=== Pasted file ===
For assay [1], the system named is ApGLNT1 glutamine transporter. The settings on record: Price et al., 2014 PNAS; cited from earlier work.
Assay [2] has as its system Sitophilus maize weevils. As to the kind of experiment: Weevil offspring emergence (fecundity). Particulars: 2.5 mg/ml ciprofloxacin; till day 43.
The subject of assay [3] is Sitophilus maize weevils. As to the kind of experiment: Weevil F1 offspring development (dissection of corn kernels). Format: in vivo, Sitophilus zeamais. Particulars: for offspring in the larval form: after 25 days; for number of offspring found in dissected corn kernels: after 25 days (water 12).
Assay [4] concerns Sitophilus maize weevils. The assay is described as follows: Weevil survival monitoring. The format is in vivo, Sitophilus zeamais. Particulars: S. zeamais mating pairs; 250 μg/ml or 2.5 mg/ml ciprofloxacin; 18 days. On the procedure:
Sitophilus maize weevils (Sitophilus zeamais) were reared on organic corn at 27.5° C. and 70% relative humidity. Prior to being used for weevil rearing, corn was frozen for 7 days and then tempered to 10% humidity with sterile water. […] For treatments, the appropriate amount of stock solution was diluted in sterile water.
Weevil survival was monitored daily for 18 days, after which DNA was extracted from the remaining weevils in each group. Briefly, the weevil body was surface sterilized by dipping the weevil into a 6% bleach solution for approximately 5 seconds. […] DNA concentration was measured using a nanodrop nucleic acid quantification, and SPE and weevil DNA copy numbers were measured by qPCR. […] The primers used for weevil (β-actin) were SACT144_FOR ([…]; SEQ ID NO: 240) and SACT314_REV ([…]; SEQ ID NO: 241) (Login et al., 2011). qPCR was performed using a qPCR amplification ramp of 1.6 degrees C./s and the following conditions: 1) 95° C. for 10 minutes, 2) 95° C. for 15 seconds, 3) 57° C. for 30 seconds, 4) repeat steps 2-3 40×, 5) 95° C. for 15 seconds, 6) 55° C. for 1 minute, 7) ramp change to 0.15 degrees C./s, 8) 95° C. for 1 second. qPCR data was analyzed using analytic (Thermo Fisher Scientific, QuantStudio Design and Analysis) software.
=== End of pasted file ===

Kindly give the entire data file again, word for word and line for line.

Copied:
For assay [1], the system named is ApGLNT1 glutamine transporter. The settings on record: Price et al., 2014 PNAS; cited from earlier work.
Assay [2] has as its system Sitophilus maize weevils. As to the kind of experiment: Weevil offspring emergence (fecundity). Particulars: 2.5 mg/ml ciprofloxacin; till day 43.
The subject of assay [3] is Sitophilus maize weevils. As to the kind of experiment: Weevil F1 offspring development (dissection of corn kernels). Format: in vivo, Sitophilus zeamais. Particulars: for offspring in the larval form: after 25 days; for number of offspring found in dissected corn kernels: after 25 days (water 12).
Assay [4] concerns Sitophilus maize weevils. The assay is described as follows: Weevil survival monitoring. The format is in vivo, Sitophilus zeamais. Particulars: S. zeamais mating pairs; 250 μg/ml or 2.5 mg/ml ciprofloxacin; 18 days. On the procedure:
Sitophilus maize weevils (Sitophilus zeamais) were reared on organic corn at 27.5° C. and 70% relative humidity. Prior to being used for weevil rearing, corn was frozen for 7 days and then tempered to 10% humidity with sterile water. […] For treatments, the appropriate amount of stock solution was diluted in sterile water.
Weevil survival was monitored daily for 18 days, after which DNA was extracted from the remaining weevils in each group. Briefly, the weevil body was surface sterilized by dipping the weevil into a 6% bleach solution for approximately 5 seconds. […] DNA concentration was measured using a nanodrop nucleic acid quantification, and SPE and weevil DNA copy numbers were measured by qPCR. […] The primers used for weevil (β-actin) were SACT144_FOR ([…]; SEQ ID NO: 240) and SACT314_REV ([…]; SEQ ID NO: 241) (Login et al., 2011). qPCR was performed using a qPCR amplification ramp of 1.6 degrees C./s and the following conditions: 1) 95° C. for 10 minutes, 2) 95° C. for 15 seconds, 3) 57° C. for 30 seconds, 4) repeat steps 2-3 40×, 5) 95° C. for 15 seconds, 6) 55° C. for 1 minute, 7) ramp change to 0.15 degrees C./s, 8) 95° C. for 1 second. qPCR data was analyzed using analytic (Thermo Fisher Scientific, QuantStudio Design and Analysis) software.